July 24, 2014

What’s MD’s Business IQ? CEOs Rank It Low

ceo thumbs down

By Sheila Gibbons Hiebert
Communication Research Associates, Inc.

ceo thumbs downAnnapolis, we have a problem.

No, we’re not calling from outer space.  We’re dialing in from Planet Earth, where 650 U.S. CEOs have completed Chief Executive magazine’s survey, released May 2, about which states are best and worst for business.  Maryland came in at No. 40, down a few notches from its 2011 rating of No. 37.

Across the river, Virginia cruised to No. 6, up from No. 7 last year.

Texas was No. 1 (even with an unemployment rate of 7.8, higher than half the states).  California, for the eighth year in a row, was dead last.  Among CEO beefs: taxes that ding small businesses, regulations that slow action and union influence. Chief Executive editor J.P. Donlon notes that most of the states that reached the top 20 in the survey are right-to-work states where unions have less clout.

So Maryland didn’t get a lot of love in this bottom-line focused survey.  It scored 4 out of 5 for both workforce quality and living environment, but scored only 2 on taxes and regulations. (By comparison, No. 1 Texas scored 5 for both taxes/regulations and workforce quality, and 4 for living environment.) In the Chief Executive survey, Maryland’s low score for taxes and regulation diminished the value of other factors that businesses consider when deciding whether to expand or relocate, such as education, access to services, health systems, low crime rate and public infrastructure, which Maryland can justifiably tout as being among the best in the nation. In the 2011 Gallup-Healthways Well-Being Index of the 50 states, which measures factors such as work environment, emotional and physical health, and community life (http://www.well-beingindex.com/files/2011CompositeReport.pdf), Maryland ranked 13, Virginia, 15, and Texas, 27.  (Hawaii was No. 1).  So Maryland has a lot going for it.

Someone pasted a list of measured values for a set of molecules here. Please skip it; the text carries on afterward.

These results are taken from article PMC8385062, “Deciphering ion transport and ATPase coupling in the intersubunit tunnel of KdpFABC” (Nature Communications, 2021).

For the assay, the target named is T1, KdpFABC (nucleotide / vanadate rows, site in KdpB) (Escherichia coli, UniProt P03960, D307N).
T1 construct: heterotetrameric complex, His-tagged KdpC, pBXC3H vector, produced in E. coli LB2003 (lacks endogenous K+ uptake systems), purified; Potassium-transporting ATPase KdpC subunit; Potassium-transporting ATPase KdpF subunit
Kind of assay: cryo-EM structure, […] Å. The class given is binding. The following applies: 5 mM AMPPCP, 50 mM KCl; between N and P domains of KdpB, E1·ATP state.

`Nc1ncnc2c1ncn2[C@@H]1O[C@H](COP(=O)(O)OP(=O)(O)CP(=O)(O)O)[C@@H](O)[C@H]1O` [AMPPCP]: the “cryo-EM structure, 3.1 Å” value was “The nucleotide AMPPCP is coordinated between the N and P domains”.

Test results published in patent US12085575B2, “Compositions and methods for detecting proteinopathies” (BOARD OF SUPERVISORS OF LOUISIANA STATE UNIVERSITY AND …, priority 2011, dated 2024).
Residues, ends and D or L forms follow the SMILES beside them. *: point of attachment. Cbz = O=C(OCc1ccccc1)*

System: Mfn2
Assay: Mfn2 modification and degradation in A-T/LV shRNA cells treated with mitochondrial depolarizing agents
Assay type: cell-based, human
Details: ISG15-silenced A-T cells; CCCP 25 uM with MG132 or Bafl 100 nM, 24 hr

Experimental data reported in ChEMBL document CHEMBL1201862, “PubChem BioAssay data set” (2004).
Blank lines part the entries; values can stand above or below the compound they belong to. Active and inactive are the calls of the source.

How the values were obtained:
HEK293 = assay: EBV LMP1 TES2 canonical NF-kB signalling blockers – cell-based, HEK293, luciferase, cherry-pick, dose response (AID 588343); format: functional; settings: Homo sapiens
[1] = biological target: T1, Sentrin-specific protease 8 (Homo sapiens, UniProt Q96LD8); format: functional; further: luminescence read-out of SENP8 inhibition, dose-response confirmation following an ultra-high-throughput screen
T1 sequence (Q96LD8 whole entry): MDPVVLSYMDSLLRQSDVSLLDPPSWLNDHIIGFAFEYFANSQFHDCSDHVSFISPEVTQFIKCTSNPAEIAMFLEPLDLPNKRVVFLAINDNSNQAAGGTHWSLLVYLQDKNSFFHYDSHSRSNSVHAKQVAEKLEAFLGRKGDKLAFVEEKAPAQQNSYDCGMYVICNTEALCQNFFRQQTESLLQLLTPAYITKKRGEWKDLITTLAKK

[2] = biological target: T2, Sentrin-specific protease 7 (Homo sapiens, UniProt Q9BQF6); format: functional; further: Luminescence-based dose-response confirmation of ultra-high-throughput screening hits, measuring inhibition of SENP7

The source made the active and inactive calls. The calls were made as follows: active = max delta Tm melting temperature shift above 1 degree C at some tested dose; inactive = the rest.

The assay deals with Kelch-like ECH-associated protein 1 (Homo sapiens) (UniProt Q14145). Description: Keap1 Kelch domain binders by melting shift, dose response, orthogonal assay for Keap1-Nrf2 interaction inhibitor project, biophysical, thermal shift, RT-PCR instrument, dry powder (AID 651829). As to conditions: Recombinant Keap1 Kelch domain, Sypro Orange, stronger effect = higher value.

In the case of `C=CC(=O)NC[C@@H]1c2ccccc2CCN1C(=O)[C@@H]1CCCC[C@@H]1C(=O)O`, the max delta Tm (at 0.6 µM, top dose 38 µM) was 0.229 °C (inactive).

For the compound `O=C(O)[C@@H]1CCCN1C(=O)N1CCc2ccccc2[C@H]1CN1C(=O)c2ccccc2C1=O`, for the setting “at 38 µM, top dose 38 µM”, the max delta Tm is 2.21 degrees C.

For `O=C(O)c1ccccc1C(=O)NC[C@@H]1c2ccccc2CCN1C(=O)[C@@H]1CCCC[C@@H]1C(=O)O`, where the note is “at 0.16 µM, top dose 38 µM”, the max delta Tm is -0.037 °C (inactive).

Furthermore, Maryland’s unemployment rate of 6.7 percent is well below the nation’s 8.5 percent. St. Mary’s, at 6.2 percent, is even better.  These figures suggest that the state, and the county, have a desirable, engaged work force that is meeting the needs of the region’s employers.

Nevertheless, Maryland has to confront the persistent notion that it isn’t friendly to business.  On April 23, the Governor’s Commission on Small Business held a town hall meeting in Frederick and pledged to do its part to remove barriers to business, including sending 130 state regulations for review to be repealed, revised or streamlined. Progress can be followed at www.easy.maryland.gov. – and also tracked through third-party evaluations by other observers, Chief Executive’s survey being just one.

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